22 examples of biology points made in the response For cystic fibrosis pros: reduce number of people with cystic fibrosis (in population) reduce health-care costs allows decision / emotional argument, eg allows people to make choices about termination cons: possible damage / risk to embryo / fetus / baby possible harm / risk to mother (may) have to make ethical / moral / religious decisions for polydactyly: cures disfigurement but condition not life threatening so risks to foetus / mother unjustified [0] M5. (a) (i) sexual / sex (ii) egg / gamete / sex cell / ovum (reject ovule) for mark each 2 (b) (i) meiosis / reduction (ii) mitosis / somatic for mark each 2 (c) twice as many (reject answers based on 23 / 46 chromosomes) for one mark (d) (i) information / genes / DNA passed from parents (chromosomes neutral) for one mark Page 22 of 3

23 (ii) genes / genetic information / chromosomes from two parents alleles may be different environmental effect / named may have been mutation any two for mark each 2 [8] M6. (a) 2 and 3 (b) (c) cell P has an X chromosome; cell R has a Y chromosome any two from: (formed from) different egg / 2 eggs (formed from) different sperm / 2 sperm have different genes / alleles / chromosomes / DNA allow genetics 2 (d) (i) stem cells (ii) (iii) (iv) the cells divide the cells differentiate (medical) research / named eg growing organs or medical / patient treatment allow (embryo) cloning do not allow designer babies / more babies any one from: ethical / moral / religious objections ignore cruel / not natural / playing God potential harm to embryo allow deformed ignore harm to mother [9] Page 23 of 3

24 M7. (a) characteristics (b) genes (c) chromosomes (d) mitosis (e) asexual [5] - M8. (a) any three from: factor for colour has two forms accept gene for factor and allele for form yellow dominant since all first generation yellow accept F for first generation green recessive since reappears in second generation accept F2 for second generation (b) (i) genes accept alleles / genetic 3 (ii) nucleus accept chromosomes / DNA [5] Page 24 of 3

25 M9. (a) any two from: accept other logical / reasonable ideas other scientists not aware of his work chromosomes / DNA / genes not seen / discovered / known do not accept there was no interest in genetics other theories accepted at the time not considered to be a scientist / not eminent / respected allow he was just / only a monk 2 (b) (i) random selection accept a method of achieving random selection eg take a handful if number given, minimum 20 (ii) any one from: : / one to one 9:2 accept any ratio to give correct answer, eg 50:50 do not accept 2:9 unqualified (iii) A + a as gametes from st parent a + a as gametes from 2nd parent allow a alone (offspring / 2 nd generation) Aa aa offspring must be derived from correct gametes correct identification of yellow (Aa) other symbols correctly used can gain full marks or green (aa) (if both given, both must be correct) ignore references to previous generations if no other marks awarded, both correct parental genotypes given gains mark Page 25 of 3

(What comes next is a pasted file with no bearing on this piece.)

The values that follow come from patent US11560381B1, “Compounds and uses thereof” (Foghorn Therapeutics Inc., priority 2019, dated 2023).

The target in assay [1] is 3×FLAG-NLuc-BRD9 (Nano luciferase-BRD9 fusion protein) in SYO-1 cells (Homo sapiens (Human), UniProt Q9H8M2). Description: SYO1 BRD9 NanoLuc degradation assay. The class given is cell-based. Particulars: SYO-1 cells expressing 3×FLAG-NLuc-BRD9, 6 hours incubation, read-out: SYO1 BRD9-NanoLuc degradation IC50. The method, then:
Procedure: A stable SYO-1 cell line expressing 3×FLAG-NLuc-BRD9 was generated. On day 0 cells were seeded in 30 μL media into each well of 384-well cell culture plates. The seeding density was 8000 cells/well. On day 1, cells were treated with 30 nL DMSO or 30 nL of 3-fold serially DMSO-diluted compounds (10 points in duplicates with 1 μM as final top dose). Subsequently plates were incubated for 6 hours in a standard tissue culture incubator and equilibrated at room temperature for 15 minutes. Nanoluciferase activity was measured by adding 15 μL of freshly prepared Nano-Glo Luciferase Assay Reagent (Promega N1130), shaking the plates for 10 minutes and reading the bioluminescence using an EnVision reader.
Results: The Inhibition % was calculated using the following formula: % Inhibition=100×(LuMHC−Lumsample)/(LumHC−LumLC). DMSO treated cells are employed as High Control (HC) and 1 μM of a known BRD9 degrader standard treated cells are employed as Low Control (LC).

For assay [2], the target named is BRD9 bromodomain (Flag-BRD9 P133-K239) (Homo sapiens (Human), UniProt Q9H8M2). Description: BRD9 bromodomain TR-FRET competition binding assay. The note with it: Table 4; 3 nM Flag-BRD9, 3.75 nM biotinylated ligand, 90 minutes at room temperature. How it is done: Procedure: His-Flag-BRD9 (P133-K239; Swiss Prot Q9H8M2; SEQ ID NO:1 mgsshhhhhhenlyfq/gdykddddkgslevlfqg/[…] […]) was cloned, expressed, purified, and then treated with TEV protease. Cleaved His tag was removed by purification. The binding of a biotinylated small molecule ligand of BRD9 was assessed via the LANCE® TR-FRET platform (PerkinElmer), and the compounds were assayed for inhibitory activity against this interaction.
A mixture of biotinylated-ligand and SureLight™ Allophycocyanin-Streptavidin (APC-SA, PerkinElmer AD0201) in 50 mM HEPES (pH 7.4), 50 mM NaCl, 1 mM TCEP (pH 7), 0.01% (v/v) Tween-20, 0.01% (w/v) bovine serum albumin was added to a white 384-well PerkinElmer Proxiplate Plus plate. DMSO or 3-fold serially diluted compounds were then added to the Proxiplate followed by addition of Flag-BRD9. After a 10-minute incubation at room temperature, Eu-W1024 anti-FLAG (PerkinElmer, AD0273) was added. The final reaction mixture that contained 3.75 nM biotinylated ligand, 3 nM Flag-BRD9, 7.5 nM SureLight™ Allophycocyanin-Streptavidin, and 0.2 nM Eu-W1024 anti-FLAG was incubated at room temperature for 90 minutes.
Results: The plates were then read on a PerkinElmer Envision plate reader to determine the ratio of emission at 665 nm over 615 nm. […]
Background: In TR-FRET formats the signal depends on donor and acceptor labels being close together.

26 examples of award of first three marks [8] M0. in the correct order DNA 23 XX XY recessive dominant [6] Page 26 of 3

27 M. (a) A = meiosis accept mieosis do not accept miosis B = mitosis do not accept meitosis etc (b) fertilisation allow conception (c) (i) 23 (ii) 46 [5] M2. D idea that twins have come from one (fertilised) egg idea that Y sperm / Y chromosome produces boys each for mark allow mark if candidate selects A and states that Y sperm / Y chromosome produce boys (reject Y gene unqualified) OR allow mark if candidate selects C and states that twins must have come from one (fertilised) egg [3] M3. (a) (i) gametes i.e. B b and B b correct combination of genotypes i.e. BB, Bb, Bb, bb correct analysis of phenotypes i.e. 3 black fur with brown fur (ii) award one mark for the recognition that it is down to chance (which two gametes fuse) and not simply because it s a prediction do not accept mutation (b) (i) B is dominant/ an allele is dominant if it is expressed in the heterozygous phenotype candidates are likely to use a variety of ways of expressing their ideas Page 27 of 3

28 (ii) b is recessive/ a recessive allele is not expressed in the presence of its contrasting allele do not accept powerful do not accept stronger alleles are different forms of a gene controlling a characteristic and occupying the same site on homologous chromosomes (e.g. B or b) genes are the units of DNA/sites on chromosomes carrying the information that determines characteristics (e.g. bb) (c) homozygous: BB / bb / possessing a pair of identical alleles for a character/true breeding give credit to an explanation using a diagram heterozygous: Bb / carrying a pair of contrasting/different alleles for a characteristic do not accept references to xx, xy do not accept gene by itself [0] Page 28 of 3

29 M4. one mark for each of the following comparisons to a maximum of 6 candidates must make a clear comparison meiosis sexual gametes ovary or testes or gonads half number of chromsomes mitosis asexual growth all other cells same number of chromosomes haploid or diploid or 23 chromosomes 46 chromosomes reassortment or variation possible or not identical no reassortment or no variation or identical 4 cells produced 2 cells produced 2 divisions division [6] M5. (a) caused by a recessive* gene / allele (allow non / not dominant) both parents heterozygous / carry the gene / allele for mark each offspring needs two recessive genes to have / inherit disease for 2 marks or Nn Nn NN Nn Nn nn for mark each nn identified as having the disease* for 2 marks 4 Page 29 of 3

30 (b) any reference to DNA gains mark but different genes means difference in DNA gains 2 marks idea of different codes / instructions for making proteins or different (order of) amino acids (in proteins) for mark 3 [7] Page 30 of 3

31 Page 3 of 3